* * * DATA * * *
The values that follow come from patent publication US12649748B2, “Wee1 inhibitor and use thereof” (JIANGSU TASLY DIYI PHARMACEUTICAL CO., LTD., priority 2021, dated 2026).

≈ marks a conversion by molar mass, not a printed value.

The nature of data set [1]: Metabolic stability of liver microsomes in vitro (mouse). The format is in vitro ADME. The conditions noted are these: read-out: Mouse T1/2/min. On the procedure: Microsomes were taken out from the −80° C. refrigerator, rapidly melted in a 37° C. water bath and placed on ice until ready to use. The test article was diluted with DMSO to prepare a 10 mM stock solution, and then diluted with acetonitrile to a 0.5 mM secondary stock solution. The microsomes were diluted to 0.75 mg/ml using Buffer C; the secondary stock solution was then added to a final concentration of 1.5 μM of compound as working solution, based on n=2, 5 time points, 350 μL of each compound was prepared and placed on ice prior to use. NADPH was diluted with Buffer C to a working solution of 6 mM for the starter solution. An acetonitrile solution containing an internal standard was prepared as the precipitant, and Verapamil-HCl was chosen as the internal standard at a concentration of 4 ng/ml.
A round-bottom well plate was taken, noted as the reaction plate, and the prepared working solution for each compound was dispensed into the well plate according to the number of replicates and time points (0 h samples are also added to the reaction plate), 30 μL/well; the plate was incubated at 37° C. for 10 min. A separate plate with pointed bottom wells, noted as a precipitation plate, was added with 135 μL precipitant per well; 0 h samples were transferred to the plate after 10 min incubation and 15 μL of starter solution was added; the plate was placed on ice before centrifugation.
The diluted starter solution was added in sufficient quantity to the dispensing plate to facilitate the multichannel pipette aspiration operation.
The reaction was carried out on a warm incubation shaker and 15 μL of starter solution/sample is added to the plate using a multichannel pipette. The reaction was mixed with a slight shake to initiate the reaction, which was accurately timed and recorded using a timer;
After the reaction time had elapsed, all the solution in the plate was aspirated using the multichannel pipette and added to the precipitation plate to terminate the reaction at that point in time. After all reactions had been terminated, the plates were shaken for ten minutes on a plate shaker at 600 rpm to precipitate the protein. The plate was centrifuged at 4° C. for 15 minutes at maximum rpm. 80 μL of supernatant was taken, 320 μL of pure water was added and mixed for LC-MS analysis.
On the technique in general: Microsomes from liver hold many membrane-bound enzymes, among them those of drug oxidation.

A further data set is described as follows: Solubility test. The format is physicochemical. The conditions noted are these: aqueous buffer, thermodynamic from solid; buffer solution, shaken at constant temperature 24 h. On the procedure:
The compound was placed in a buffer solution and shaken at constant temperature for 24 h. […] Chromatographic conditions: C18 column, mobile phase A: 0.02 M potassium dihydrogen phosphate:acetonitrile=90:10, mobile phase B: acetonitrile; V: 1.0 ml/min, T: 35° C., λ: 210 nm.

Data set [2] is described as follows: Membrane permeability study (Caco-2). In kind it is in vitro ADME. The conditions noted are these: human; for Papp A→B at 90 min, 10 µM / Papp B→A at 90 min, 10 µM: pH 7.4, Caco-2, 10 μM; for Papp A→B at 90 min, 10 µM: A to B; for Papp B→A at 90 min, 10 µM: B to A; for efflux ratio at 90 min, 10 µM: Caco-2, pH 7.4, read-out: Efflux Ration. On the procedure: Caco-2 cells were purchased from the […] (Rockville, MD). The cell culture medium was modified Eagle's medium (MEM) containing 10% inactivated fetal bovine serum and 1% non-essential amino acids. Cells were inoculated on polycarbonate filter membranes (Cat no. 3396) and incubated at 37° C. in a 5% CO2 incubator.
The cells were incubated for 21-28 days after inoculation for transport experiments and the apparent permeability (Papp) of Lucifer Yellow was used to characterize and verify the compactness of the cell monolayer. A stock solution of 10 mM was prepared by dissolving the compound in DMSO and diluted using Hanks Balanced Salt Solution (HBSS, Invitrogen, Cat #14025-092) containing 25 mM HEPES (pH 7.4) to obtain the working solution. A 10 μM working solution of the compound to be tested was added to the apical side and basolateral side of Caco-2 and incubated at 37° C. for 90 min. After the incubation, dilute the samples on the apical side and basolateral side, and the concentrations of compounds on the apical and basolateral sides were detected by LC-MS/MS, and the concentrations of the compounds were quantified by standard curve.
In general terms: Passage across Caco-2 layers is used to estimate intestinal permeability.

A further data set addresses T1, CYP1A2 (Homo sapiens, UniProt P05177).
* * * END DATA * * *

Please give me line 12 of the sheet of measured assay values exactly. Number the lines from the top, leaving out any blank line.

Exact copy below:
The cells were incubated for 21-28 days after inoculation for transport experiments and the apparent permeability (Papp) of Lucifer Yellow was used to characterize and verify the compactness of the cell monolayer. A stock solution of 10 mM was prepared by dissolving the compound in DMSO and diluted using Hanks Balanced Salt Solution (HBSS, Invitrogen, Cat #14025-092) containing 25 mM HEPES (pH 7.4) to obtain the working solution. A 10 μM working solution of the compound to be tested was added to the apical side and basolateral side of Caco-2 and incubated at 37° C. for 90 min. After the incubation, dilute the samples on the apical side and basolateral side, and the concentrations of compounds on the apical and basolateral sides were detected by LC-MS/MS, and the concentrations of the compounds were quantified by standard curve.